Support from family, community helps female athletes overcome obstacles to participation | CBC Sports

Love what you do. Learn from your failures. Believe in yourself. Keep a positive mindset.

It may read like a valedictory address or counsel from an inspirational quote calendar, but it’s advice some prominent Canadian Olympians and Paralympians hope will help keep young girls in sport. 

“I think when we’re kids and think about why we start getting into sports, why we start getting into activities, it’s really about having fun because you enjoy what you’re doing,” said Canadian hockey star Sarah Nurse. 

The 2018 Olympic silver medallist was part of panel hosted by Canadian Women & Sport to address the recent findings of The Rally Report, a national study on sports participation for girls aged 6-18. The stark statistic: Of girls who have participated in sport, one in three leave sport by their late teens. By comparison, the dropout rate for teenage boys aged 16-18 is only one in 10.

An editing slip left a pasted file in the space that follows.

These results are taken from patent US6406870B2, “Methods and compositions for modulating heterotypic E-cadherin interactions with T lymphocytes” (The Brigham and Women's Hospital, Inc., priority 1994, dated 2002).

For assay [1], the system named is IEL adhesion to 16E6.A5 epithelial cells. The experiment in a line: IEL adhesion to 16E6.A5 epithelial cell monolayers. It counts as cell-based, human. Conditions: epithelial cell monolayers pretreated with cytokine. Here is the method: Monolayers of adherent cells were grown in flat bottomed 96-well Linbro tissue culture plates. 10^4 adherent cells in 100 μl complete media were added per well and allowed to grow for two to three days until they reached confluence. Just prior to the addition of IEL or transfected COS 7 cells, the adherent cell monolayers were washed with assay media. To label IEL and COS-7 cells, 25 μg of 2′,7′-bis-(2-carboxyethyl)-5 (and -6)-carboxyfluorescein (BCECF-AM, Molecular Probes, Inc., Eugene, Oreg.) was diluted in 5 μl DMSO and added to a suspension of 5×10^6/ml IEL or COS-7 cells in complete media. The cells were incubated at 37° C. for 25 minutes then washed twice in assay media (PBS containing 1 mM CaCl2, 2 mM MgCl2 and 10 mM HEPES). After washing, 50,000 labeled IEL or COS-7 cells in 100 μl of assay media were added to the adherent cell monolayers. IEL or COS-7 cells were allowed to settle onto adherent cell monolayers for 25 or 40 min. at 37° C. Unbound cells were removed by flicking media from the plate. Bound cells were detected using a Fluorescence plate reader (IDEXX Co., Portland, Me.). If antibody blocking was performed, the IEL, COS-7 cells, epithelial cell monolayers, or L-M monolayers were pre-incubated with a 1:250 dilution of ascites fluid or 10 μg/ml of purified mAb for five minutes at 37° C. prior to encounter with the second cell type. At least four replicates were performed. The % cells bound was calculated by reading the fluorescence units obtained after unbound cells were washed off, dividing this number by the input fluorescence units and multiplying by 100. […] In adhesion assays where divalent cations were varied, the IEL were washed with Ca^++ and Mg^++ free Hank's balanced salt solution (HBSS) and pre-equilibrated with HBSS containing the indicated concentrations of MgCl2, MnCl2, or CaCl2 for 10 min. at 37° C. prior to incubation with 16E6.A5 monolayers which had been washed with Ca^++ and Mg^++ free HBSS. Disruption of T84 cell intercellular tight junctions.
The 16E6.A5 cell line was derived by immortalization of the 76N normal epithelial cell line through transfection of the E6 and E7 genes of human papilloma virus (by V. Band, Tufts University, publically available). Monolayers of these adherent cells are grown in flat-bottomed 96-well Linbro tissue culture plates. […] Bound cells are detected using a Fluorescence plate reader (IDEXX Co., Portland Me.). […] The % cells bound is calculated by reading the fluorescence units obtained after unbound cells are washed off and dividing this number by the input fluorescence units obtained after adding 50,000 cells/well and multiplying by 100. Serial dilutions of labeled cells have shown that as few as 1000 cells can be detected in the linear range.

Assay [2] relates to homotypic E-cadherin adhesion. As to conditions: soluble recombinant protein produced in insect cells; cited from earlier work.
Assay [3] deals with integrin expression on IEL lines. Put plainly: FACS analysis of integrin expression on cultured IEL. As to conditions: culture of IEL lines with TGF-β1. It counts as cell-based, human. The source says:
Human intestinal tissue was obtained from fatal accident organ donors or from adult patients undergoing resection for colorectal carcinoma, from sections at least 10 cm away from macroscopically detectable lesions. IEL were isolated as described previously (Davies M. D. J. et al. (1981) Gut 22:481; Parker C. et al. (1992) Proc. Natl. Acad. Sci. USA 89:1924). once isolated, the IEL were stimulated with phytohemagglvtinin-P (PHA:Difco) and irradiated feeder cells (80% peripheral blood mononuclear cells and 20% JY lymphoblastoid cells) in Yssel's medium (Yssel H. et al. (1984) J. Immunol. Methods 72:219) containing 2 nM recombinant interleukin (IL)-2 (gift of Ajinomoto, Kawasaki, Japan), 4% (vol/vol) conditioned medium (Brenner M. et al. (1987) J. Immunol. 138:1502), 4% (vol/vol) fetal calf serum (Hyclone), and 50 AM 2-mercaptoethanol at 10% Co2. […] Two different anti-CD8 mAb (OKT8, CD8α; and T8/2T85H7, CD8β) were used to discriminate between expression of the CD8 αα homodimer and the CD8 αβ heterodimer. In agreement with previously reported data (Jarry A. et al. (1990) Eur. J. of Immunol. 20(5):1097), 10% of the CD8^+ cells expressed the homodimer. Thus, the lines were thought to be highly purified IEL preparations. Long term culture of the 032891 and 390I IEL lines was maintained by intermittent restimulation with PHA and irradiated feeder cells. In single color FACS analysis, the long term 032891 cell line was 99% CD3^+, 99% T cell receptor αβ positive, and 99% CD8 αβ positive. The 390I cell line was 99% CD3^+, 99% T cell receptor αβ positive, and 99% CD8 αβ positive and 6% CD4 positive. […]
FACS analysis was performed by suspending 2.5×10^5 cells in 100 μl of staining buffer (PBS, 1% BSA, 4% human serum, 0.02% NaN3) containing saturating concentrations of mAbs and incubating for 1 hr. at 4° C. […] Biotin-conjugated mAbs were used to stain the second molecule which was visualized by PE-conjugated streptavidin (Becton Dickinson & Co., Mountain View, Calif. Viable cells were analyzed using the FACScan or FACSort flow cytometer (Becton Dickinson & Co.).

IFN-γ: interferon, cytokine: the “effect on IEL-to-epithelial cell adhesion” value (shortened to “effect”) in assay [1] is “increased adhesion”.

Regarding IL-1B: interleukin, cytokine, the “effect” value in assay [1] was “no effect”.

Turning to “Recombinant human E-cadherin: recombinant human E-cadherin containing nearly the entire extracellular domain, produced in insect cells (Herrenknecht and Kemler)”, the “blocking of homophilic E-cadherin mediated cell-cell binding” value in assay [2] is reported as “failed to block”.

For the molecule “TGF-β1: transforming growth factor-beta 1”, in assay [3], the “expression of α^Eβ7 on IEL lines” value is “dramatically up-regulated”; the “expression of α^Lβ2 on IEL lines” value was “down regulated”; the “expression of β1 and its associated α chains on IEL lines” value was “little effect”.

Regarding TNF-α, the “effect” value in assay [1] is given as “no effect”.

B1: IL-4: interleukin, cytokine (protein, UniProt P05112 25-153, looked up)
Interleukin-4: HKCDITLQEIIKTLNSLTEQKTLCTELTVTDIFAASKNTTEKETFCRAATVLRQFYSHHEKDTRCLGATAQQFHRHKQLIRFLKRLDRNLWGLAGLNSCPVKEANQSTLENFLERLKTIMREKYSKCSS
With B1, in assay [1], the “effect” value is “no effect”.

“Sports have been so important in my life since I was very young. I think the biggest thing it’s provided me with is that support system and the willingness to reach out and ask for help,” Nurse said. “It’s just been a great vehicle for connection.” 

WATCH | Sarah Nurse says sports should be fun:

After a Canadian Women and Sport study found one in three girls drop out of sports by their late teens, Canadian hockey player Sarah Nurse says she hopes young female athletes get back to their roots to enjoy whatever game they play. 1:21